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On decomposing the causes of health sector inequalities with an application to malnutrition inequalities in Vietnam

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  • Wagstaff, Adam
  • van Doorslaer, Eddy
  • Watanabe, Naoko

Abstract

The authors propose a method for decomposing inequalities in the health sector into their causes, by coupling the concentration index with a regression framework. They also show how changes in inequality over time, and differences across countries, can be decomposed into the following: Changes due to changing inequalities in the determinants of the variable of interest. Changes in the means of the determinants. Changes in the effects of the determinants o the variable of interest. The authors illustrate the method using data on child malnutrition in Vietnam. They find that inequalities in height-for-age in 1993 and 1998 are accounted for largely by inequalities in household consumption and by unobserved influences at the commune level. And they find that an increase in such inequalities is accounted for largely by changes in these two influences. In the case of household consumption, rising inequalities play a part, but more important have been the inequality-increasing effects of rising average consumption and the increased protective effect of consumption on nutritional status. In the case of unobserved commune-level influences, rising inequality and general improvements seem to have been roughly equally important in accounting for rising inequality in malnutrition.
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  • Wagstaff, Adam & van Doorslaer, Eddy & Watanabe, Naoko, 2003. "On decomposing the causes of health sector inequalities with an application to malnutrition inequalities in Vietnam," Journal of Econometrics, Elsevier, vol. 112(1), pages 207-223, January.
  • Handle: RePEc:eee:econom:v:112:y:2003:i:1:p:207-223
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    References listed on IDEAS

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    1. Wagstaff, Adam & Paci, Pierella & van Doorslaer, Eddy, 1991. "On the measurement of inequalities in health," Social Science & Medicine, Elsevier, vol. 33(5), pages 545-557, January.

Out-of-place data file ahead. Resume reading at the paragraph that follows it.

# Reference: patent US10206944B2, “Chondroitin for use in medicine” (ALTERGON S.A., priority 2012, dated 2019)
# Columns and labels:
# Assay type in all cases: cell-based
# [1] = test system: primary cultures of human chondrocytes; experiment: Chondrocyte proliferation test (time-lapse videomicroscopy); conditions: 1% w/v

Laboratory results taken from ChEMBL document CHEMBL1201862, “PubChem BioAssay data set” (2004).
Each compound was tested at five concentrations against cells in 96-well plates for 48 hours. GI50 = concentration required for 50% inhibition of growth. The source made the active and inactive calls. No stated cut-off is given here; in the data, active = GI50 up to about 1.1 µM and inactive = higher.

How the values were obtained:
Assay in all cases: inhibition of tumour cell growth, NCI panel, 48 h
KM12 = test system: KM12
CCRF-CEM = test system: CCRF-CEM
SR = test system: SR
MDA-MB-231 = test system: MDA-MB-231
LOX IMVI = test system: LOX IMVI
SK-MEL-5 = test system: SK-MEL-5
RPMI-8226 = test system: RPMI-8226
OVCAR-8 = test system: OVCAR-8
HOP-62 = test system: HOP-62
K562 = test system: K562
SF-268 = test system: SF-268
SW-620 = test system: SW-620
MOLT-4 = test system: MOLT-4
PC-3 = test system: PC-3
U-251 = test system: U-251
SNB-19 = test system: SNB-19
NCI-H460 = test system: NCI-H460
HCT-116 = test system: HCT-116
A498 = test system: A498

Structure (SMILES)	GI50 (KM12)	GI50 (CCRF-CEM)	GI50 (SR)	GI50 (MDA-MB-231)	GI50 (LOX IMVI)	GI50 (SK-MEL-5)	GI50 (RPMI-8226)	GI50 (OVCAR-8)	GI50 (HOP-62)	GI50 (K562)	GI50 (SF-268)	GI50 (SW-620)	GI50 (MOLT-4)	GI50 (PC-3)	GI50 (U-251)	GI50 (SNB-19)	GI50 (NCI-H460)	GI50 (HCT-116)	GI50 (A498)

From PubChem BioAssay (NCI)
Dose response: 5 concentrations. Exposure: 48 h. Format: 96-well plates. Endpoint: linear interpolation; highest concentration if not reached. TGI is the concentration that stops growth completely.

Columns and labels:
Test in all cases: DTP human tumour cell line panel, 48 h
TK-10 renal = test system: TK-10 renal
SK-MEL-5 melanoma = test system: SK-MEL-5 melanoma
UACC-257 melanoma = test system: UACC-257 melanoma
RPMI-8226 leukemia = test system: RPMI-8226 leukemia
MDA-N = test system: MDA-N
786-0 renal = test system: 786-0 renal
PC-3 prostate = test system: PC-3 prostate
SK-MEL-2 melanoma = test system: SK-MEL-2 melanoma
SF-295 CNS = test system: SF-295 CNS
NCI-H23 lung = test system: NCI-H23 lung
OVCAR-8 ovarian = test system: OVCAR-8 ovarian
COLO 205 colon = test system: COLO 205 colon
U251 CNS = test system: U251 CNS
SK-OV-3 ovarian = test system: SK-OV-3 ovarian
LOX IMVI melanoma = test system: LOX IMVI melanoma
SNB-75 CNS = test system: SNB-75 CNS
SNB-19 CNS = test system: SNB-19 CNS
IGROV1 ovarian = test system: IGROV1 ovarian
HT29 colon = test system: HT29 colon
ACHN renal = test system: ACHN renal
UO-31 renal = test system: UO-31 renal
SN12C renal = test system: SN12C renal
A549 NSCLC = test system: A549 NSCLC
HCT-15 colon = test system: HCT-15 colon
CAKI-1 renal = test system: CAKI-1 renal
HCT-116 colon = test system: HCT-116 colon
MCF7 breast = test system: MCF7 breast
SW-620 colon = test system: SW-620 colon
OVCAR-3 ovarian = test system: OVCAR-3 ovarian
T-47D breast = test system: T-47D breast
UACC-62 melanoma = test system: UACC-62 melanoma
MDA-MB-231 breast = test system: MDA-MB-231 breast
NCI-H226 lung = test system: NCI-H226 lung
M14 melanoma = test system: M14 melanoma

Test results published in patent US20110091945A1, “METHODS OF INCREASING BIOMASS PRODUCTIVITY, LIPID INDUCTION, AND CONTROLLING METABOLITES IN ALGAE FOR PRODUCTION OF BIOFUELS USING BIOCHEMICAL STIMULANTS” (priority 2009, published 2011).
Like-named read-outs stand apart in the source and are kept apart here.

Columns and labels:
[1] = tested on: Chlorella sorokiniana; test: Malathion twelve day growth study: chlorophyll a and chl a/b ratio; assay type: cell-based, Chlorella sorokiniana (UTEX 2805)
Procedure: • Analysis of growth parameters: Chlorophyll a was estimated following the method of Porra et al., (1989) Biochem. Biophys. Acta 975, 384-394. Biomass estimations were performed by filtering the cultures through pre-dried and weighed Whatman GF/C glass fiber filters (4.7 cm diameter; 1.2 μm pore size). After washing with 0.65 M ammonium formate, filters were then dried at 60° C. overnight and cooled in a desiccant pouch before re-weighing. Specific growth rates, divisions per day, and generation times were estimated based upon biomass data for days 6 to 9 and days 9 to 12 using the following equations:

2. Castro-Leal, Florencia & Dayton, Julia & Demery, Lionel & Mehra, Kalpana, 1999. "Public Social Spending in Africa: Do the Poor Benefit?," World Bank Research Observer, World Bank Group, vol. 14(1), pages 49-72, February.
    3. Paul Contoyannis & Martin Forster, 1999. "'Our healthier nation'?," Health Economics, John Wiley & Sons, Ltd., vol. 8(4), pages 289-296.
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    5. Thomas, Duncan & Lavy, Victor & Strauss, John, 1996. "Public policy and anthropometric outcomes in the Cote d'Ivoire," Journal of Public Economics, Elsevier, vol. 61(2), pages 155-192, August.
    6. Lavy, Victor & Strauss, John & Thomas, Duncan & de Vreyer, Philippe, 1996. "Quality of health care, survival and health outcomes in Ghana," Journal of Health Economics, Elsevier, vol. 15(3), pages 333-357, June.
    7. Wagstaff, Adam & Nga Nguyet Nguyen, 2002. "Poverty and survival prospects of Vietnamese children under Doi Moi," Policy Research Working Paper Series 2832, The World Bank.
    8. Nripesh Podder, 1993. "The Disaggregation Of The Gin1 Coefficient By Factor Components And Its Applications To Australia," Review of Income and Wealth, International Association for Research in Income and Wealth, vol. 39(1), pages 51-61, March.
    9. Wagstaff, Adam & Watanabe, Naoko, 2000. "Socioeconomic inequalities in child malnutrition in the developing world," Policy Research Working Paper Series 2434, The World Bank.
    10. David E. Sahn & Stephen D. Younger, 2000. "Expenditure incidence in Africa: microeconomic evidence," Fiscal Studies, Institute for Fiscal Studies, vol. 21(3), pages 329-347, September.
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